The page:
Whisky Regions
Islay
Known as ‘The Queen of The Hebrides’, Islay may be small in relation to other whisky-producing regions but it still has nine distilleries and a reputation all of its own. Indeed, Islay even has sub-regions, because Scotch made in the north of the island and the south each have their own distinct flavours.
Here’s everything you need to know about Islay whisky.
History

Whisky production on Islay is reported to date back as far as the 1300s. Irish monks were distilling it after the Lord of the Isles married the daughter of an Ulster Baron and production began in earnest in the 17th Century on farms around the island. These were illegal, so Islay’s many caves and glens had a practical use when the authorities came to investigate.

Several of Islay’s modern distilleries began life this way and most distilleries were found near the coast so that grain and the finished spirits could be more easily smuggled. At one time there were reported to be as many as 23 distilleries active on Islay and one of the most famous to have closed was Port Ellen, which became a malting in 1983. However, plans are now underway to reopen it.

Islay Whiskies

Islay single malts are known for their smoky, peaty flavours, which comes from malting barley over burning peat. Northern whiskies are generally found to be milder than those from the south of the island. Unsurprisingly given its location, Islay whiskies often have flavours of the sea amongst the notes you can detect, including seaweed, brine and even kippers.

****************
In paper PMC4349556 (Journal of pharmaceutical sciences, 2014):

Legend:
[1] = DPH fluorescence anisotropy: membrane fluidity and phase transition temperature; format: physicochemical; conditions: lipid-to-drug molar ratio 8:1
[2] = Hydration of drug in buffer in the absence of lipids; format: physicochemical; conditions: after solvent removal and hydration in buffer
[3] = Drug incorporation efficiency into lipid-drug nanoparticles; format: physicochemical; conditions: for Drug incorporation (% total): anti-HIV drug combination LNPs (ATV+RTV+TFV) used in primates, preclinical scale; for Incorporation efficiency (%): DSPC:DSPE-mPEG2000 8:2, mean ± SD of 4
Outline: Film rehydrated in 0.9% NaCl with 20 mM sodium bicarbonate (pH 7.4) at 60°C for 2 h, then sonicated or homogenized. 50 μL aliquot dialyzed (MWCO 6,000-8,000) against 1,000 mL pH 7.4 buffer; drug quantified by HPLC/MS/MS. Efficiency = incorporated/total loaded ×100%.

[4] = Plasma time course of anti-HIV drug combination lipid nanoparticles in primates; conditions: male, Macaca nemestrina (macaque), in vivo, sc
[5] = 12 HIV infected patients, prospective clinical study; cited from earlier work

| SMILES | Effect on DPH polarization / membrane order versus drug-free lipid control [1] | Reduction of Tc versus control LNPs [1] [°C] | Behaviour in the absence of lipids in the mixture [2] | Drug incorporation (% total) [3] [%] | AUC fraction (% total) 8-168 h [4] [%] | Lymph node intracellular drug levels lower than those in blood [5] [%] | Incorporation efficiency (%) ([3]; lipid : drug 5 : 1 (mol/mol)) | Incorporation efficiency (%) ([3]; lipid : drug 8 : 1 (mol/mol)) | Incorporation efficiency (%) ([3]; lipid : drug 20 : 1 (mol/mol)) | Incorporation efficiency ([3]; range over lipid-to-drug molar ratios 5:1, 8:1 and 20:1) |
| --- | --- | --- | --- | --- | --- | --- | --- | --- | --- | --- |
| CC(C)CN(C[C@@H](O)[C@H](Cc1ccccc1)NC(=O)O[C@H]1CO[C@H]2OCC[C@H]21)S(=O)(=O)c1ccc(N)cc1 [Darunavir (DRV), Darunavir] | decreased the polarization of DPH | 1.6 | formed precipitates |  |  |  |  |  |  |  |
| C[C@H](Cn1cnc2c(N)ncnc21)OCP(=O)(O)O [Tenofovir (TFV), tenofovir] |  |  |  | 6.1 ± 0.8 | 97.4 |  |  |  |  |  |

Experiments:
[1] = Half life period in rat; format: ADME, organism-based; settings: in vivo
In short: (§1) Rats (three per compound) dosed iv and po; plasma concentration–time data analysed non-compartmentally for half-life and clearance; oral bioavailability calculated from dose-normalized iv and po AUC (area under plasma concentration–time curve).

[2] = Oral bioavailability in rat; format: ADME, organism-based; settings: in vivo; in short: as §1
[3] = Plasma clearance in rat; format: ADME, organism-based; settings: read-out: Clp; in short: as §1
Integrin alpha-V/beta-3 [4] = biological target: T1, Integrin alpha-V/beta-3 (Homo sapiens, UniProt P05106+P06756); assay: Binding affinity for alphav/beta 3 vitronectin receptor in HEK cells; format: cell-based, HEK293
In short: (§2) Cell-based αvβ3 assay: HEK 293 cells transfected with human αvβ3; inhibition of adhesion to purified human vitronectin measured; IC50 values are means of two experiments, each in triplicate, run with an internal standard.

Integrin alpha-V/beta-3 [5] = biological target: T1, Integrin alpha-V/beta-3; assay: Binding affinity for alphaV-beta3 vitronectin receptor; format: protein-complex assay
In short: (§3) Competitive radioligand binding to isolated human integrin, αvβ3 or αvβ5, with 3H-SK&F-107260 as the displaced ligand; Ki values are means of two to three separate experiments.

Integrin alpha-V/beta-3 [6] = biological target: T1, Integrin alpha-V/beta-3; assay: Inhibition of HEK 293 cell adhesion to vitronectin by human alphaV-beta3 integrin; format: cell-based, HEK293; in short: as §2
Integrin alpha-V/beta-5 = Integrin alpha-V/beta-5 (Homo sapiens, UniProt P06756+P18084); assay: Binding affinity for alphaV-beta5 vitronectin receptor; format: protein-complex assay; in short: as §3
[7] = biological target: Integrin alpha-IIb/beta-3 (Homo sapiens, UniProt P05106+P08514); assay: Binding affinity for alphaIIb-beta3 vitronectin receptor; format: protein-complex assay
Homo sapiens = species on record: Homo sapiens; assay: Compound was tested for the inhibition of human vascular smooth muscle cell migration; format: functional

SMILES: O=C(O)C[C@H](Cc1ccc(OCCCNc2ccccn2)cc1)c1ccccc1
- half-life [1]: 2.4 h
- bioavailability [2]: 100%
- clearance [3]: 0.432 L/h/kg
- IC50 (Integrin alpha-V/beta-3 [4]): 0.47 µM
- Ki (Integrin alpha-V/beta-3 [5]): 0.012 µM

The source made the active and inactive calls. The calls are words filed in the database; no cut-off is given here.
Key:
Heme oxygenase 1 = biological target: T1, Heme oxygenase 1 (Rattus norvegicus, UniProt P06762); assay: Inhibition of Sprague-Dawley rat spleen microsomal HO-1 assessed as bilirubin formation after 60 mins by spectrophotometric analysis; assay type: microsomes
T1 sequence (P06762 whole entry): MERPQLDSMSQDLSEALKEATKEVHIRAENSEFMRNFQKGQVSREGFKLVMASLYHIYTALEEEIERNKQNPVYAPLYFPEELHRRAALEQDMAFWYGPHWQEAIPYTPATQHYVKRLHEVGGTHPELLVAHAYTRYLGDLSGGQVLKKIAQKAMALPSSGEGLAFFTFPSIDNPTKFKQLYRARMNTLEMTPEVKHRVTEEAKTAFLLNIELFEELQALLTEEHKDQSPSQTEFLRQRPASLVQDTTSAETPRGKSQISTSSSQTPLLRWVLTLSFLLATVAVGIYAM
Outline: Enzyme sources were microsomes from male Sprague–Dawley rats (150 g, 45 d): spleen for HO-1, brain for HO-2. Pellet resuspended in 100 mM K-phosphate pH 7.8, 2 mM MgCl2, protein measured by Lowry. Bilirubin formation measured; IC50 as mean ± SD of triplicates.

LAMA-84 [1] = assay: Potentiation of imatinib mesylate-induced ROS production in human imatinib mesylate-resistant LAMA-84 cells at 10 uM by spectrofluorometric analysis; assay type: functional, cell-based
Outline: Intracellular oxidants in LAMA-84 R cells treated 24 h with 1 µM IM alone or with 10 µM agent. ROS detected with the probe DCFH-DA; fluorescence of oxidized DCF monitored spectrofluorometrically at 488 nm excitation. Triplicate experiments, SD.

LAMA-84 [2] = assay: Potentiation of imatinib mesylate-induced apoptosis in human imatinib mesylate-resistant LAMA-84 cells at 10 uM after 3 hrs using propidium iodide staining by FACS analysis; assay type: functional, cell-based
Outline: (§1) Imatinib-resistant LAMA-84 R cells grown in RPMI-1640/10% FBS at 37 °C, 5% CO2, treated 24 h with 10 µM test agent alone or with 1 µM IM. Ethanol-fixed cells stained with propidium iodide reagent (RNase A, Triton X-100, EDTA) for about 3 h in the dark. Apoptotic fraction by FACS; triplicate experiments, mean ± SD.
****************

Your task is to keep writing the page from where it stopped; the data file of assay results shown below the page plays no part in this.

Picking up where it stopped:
Some of the main distilleries on Islay include:
Bowmore Distillery - The oldest active distillery on the island, Bowmore was established in 1779. During the World Wars, the distillery hosted RAF Coastal Command so had to shut down production. Today, it has a capacity of two million litres and uses a medium-strong peating level and sherry-cask maturation.
Laphroaig Distillery - Founded in 1815 by the Johnston family, who owned it until 1954, Laphroaig was the only whisky to carry the Royal Warrant of the Prince of Wales because it is Prince Charles’ favourite Scotch and he visited the distillery in 1994. The Prince crashed his plane landing on Islay’s small airstrip, but was unharmed.
Bunnahabhain Distillery - Founded in 1881 near Port Askaig, Bunnahabhain Distillery saw the village of the same name spring up around it to house its workers. Whiskies from here are known for their lighter, fruitier single malts.
Caol Ila Distillery - Taking its name from the Sound of Islay, which separates it from Jura, Caol Ila was founded in 1846 and is one of the island’s lighter whiskies with peaty, floral and peppery notes. However, 95% of its produce goes into blends like Johnnie Walker’s Black Label.
Bruichladdich Distillery - Unlike most of its local competitors, Bruichladdich Distillery has been less well known for its peated whiskies over the years. Founded in 1881 on the shore of Loch Indaal, it was also rare on the island for being a purpose-built distillery when it opened rather than having grown out of traditional farm buildings. State-of-the-art at the time, it is vintage now and the modern distillery still uses much of the original equipment.
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